Ironically, one of the biggest announcements at last year’s Re:Invent conference was also one of the quietest. A small blog post that appeared on the first day announced that Amazon has made available the first non-Intel based compute instances, known as “A1.” Based on the ARM architecture, these instances are Amazon’s own chip design (Graviton), which are optimized for performance and cost.
Having a custom high-performance chip is great. But you also need a viable operating system for these chips to be fully utilized as a compute platform. For this, AWS has ported over their version of Linux, in addition to offerings from Red Hat and Ubuntu. This combination makes the A1 instances a great contender for running web servers and compiled apps written in languages such as Java.
So, this had me thinking. How can I compare performance of these new instances?
For comparison-testing, I launched two EBS-based EC2 instances, of comparable size. Both contain 2 CPUs, 4 GB of RAM, and EBS disk performance up to 3,500 Mbps. For the A1 series, the size would be an a1.large. For the Intel-based system, this equates to a c5.large.
The systems were configurated identically with the following software:
Below is a screenshot showing each system with its configuration. The Intel system is on the left, the ARM is on the right.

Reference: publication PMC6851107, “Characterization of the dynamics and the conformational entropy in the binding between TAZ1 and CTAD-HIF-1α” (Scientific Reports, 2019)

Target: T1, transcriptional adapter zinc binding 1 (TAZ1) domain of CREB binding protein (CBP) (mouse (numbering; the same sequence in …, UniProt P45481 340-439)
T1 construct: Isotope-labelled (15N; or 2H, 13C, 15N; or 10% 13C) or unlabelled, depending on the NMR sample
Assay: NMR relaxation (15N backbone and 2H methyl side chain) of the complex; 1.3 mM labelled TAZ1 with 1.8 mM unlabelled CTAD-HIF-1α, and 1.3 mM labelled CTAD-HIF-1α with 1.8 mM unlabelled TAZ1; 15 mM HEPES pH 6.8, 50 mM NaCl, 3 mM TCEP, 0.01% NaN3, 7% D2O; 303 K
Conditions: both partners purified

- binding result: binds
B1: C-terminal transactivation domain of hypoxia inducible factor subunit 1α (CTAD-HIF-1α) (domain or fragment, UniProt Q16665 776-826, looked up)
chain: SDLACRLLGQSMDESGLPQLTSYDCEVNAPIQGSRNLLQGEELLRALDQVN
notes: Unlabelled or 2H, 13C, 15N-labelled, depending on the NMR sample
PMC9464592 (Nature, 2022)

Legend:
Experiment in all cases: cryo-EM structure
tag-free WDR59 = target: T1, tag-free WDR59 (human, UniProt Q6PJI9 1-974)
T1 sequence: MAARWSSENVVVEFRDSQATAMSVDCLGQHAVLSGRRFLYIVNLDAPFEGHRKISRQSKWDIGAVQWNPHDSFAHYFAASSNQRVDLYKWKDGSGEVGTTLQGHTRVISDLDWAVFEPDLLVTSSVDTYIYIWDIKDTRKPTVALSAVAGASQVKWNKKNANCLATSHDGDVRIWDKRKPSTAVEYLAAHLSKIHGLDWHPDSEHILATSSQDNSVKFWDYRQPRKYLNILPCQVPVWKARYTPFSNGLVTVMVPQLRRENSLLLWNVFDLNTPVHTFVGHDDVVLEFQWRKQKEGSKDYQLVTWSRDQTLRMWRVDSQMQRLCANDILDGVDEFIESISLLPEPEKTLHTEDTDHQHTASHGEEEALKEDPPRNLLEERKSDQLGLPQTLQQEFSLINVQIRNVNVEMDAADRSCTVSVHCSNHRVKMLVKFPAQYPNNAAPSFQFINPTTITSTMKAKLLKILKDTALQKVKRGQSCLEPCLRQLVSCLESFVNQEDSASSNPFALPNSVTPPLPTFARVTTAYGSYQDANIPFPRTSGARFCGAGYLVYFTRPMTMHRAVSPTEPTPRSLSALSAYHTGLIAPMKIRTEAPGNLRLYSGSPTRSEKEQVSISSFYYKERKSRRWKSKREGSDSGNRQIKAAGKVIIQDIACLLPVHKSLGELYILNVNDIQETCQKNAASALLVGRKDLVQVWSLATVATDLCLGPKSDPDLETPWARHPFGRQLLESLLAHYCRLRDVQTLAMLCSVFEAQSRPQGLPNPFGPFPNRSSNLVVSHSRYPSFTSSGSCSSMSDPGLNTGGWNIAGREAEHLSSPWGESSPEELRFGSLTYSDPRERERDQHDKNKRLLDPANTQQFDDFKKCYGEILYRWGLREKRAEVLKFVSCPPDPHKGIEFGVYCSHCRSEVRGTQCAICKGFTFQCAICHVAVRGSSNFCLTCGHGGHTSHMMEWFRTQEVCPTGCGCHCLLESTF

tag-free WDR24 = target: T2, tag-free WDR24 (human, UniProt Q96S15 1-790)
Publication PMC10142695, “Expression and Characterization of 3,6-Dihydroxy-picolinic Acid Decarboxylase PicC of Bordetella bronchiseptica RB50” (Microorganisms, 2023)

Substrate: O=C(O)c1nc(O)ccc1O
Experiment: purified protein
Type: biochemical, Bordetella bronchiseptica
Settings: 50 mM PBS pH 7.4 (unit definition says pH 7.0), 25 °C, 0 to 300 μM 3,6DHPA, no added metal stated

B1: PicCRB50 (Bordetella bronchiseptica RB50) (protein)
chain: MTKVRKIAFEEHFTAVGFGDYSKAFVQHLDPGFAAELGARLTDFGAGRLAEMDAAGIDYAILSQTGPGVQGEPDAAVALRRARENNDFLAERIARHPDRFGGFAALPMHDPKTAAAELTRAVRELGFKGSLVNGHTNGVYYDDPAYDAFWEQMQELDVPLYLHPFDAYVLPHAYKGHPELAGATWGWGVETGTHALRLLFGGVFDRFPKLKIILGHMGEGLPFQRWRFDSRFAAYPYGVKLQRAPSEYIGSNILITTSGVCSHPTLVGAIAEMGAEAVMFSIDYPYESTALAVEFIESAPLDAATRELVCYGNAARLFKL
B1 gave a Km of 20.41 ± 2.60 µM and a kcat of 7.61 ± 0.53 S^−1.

For testing software, I settled on the Open Source Java benchmarking tool: JMH. You can read more about JMH here. JMH allowed me to run a simple Java program and compile-in the JMH performance libraries to measure thread execution. Compilation of the test program was performed individually on each server.
To kick-off the tests, I logged into each server and synced the SSH windows using tmux. Tmux let me kick-off the benchmark simultaneously to ensure both processes were started at exactly the same time.
The tests executed with five warmup threads prior to recording the performance of 25 threads for the actual benchmark.
I was surprised (and not surprised) by the results. Below, you can see the overall execution time between both systems to be an almost perfect match, with the ARM system taking only a second longer. The same goes for the average score (measured in microseconds), which, rounded-down, equates to two seconds. In other words, near-identical performance.
So now that we have (somewhat) scientifically shown the performance between the ARM and Intel instances to be comparable, let’s look at the cost of the instances used in this test. Considering on-demand prices for the AWS region us-east-1, we can see the A1 cost is 40% lower than their Intel counterparts. This is a significant savings for nearly identical performance.
|Instance Type||Hourly Cost||Monthly Cost(750 Hours)||Yearly Cost|
Most of today’s compute workloads in the cloud are web-based static content or run open-source, compiled languages such as Java, Python and Node.js, to name a few. Additionally, with the growing popularity of Containers, their very portable nature makes those workloads contenders as well. Immediate savings can be had for these installations by simply changing the underlying hardware.
If you enjoyed this blog, I recommend taking a look at some related Anexinet blogs, including a series on the pillars of Amazon’s Well Architected Framework. And to learn how your own application stacks up, please feel free to schedule your FREE Well-Architected Review with a Certified AWS Solutions Architect from Anexinet.
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